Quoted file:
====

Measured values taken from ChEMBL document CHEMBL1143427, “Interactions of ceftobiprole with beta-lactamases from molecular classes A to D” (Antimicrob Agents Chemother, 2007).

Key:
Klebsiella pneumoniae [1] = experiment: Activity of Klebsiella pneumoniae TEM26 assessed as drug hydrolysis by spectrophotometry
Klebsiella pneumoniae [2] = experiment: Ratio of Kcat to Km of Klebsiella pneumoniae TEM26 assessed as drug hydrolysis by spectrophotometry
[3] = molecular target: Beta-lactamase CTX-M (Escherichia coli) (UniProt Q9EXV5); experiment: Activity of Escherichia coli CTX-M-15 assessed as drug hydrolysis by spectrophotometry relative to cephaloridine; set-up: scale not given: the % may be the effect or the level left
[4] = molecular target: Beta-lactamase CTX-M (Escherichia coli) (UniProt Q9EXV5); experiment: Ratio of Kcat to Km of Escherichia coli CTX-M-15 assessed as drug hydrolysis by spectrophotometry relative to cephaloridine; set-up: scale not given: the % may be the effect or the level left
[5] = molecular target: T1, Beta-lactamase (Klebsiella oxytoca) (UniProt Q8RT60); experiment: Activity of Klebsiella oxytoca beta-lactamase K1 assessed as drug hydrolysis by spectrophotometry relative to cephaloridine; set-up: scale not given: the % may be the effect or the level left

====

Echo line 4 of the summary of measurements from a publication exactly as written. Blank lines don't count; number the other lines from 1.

Klebsiella pneumoniae [2] = experiment: Ratio of Kcat to Km of Klebsiella pneumoniae TEM26 assessed as drug hydrolysis by spectrophotometry